“Fuck,” he says, raking a hand back through his sweat-soaked blond hair. He picks up the bottle again, taking another swig, Adam’s apple bobbing as he swallows.
Still holding his drink, Tyler leans against the weight bench, trying to stretch out the strange cramps in his legs. It’s only a few seconds before he seizes all over and collapses. The bottle goes with him, landing beyond his outstretched hand. The glass doesn’t break, but the remaining contents flow out onto the concrete floor.
That’s fine. He’s had more than enough now.
Tyler’s body is no longer under his control. He’s twitching, contorting, spine arching, lifting his back off the floor so he’s supported only by his head and heels. He finally lets out a scream—throaty, guttural at first, then keening higher, turning into a sob.
If it weren’t for his obnoxious music, someone might hear. If he gets much louder, they might anyway. I step out of my hiding place, but he’s in so much pain it takes him a few seconds to put it all together—to recognize me in the first place and then to wonder why his literature professor is standing over him in his own garage at six in the morning, smiling while he screams.
“Please,” Tyler manages to choke out. “Help me, please h—”
Another convulsion takes hold of him. Soon he won’t be able to speak at all. This is the most I’ve ever heard out of Tyler Elkin’s mouth. When he bothered to show up to my class, he grunted one-word answers, slumping down in his seat with his legs sprawled across the aisle like he didn’t give a damn how much space he took up.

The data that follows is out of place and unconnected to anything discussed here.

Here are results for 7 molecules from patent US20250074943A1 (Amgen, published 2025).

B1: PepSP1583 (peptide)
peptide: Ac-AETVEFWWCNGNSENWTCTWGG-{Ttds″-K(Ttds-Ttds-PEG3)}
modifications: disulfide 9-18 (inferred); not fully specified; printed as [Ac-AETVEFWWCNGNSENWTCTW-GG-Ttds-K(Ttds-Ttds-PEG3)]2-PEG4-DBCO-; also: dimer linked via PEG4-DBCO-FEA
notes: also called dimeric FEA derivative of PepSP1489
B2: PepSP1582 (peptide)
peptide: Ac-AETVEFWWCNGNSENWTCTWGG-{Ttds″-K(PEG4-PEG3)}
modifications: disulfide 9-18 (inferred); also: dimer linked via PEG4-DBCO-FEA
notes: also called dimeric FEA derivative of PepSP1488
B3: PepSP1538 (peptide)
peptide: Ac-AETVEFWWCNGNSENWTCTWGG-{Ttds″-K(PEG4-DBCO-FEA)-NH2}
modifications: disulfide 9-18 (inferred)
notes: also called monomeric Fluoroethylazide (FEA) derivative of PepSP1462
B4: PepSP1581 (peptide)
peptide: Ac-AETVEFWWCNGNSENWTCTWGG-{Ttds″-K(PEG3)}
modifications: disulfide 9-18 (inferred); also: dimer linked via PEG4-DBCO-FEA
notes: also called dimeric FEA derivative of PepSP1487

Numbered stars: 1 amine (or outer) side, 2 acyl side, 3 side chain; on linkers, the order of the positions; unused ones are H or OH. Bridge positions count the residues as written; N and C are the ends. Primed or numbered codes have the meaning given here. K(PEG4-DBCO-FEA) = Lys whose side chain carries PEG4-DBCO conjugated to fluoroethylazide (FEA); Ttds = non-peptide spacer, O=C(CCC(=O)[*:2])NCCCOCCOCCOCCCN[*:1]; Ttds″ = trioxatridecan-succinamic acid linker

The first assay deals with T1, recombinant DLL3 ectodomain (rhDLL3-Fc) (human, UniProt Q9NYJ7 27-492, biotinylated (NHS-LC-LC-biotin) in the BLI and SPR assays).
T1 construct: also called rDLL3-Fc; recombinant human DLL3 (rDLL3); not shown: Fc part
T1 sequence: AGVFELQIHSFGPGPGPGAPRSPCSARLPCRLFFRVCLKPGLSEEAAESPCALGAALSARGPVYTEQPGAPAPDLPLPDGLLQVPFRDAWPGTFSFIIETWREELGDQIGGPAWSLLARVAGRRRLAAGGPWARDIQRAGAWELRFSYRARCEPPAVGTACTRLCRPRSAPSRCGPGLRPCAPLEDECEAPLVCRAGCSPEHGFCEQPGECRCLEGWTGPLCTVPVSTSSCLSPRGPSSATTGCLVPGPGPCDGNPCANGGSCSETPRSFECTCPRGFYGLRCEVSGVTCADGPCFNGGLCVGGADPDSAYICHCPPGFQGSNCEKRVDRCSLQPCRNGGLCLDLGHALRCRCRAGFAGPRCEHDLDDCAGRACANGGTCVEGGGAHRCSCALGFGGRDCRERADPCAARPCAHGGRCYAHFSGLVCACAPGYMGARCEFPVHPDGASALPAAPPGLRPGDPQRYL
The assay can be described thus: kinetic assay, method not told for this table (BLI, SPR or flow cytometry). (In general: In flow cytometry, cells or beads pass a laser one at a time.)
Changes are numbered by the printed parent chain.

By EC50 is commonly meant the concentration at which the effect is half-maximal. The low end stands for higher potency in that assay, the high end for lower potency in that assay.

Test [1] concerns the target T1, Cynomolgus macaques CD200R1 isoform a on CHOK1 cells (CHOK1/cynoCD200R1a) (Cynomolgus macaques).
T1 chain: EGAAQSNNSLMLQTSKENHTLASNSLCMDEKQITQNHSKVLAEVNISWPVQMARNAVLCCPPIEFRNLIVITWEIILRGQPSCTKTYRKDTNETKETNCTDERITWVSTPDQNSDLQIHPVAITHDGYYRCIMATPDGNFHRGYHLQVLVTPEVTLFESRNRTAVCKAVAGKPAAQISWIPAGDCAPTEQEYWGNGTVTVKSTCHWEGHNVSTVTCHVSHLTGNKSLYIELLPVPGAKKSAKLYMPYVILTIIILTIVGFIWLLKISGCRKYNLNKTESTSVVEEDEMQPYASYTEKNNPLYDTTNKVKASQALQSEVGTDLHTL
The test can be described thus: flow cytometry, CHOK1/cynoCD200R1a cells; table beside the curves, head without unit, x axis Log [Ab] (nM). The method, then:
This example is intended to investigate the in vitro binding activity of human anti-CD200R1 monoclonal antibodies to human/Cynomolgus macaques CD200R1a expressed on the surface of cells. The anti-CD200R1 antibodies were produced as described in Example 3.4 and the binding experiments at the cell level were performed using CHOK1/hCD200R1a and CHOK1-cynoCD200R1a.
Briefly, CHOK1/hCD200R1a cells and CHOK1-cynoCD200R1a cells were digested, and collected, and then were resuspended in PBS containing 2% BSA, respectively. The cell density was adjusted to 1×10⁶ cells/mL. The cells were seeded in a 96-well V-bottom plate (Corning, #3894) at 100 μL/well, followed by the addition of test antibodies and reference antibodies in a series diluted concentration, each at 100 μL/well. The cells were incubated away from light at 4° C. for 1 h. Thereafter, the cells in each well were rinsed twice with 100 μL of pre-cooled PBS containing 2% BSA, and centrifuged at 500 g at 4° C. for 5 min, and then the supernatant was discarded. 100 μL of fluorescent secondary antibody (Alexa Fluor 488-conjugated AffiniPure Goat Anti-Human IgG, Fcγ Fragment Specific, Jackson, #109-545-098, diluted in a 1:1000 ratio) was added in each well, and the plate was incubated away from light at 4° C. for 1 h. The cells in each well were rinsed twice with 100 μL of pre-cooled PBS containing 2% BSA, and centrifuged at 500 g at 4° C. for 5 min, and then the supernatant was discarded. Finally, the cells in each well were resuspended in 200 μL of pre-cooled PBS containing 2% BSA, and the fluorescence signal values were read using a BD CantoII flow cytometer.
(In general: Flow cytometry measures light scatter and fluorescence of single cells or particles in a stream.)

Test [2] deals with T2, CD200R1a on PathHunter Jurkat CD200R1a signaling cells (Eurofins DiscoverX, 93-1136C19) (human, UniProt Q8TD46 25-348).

They never do, men like him. Well, he’s more of a boy, really. The garage’s fluorescent overhead light emphasizes all the still-adolescent features of his face: the downy excuse for a mustache on his upper lip, the pimple swelling in the crease between his nose and his cheek.
He’s a boy, and he’ll never become a man. Because in a few more minutes, he’ll be dead.
It’s risky for me to be here. I know that. I could have left the tainted drink in the fridge for him and slipped away while he was still out running. But the truth is, I enjoy this too much to miss it. It’s my reward for all the hard work. Besides, there’s one more step in my plan.
I pick up Tyler’s phone and hold it in front of his face. At first, the device doesn’t recognize him, his features are so twisted with agony. I wait for the convulsions to ease again, his body giving up the fight even before he does. After a few more seconds, the lock screen blinks away.
I open Instagram and crop Tyler’s latest selfie so only the sunrise in the background is in the frame, applying the filter he uses for all his posts. For the caption, I imitate the appalling grammar and spelling he employs.
last run last sunrise, so sorry 4 everthing
Tyler lies there panting, soaked through with sweat, blinking up at me as I methodically wipe all traces of my fingerprints from the device.
“Why—” he starts, but his throat is too constricted to speak.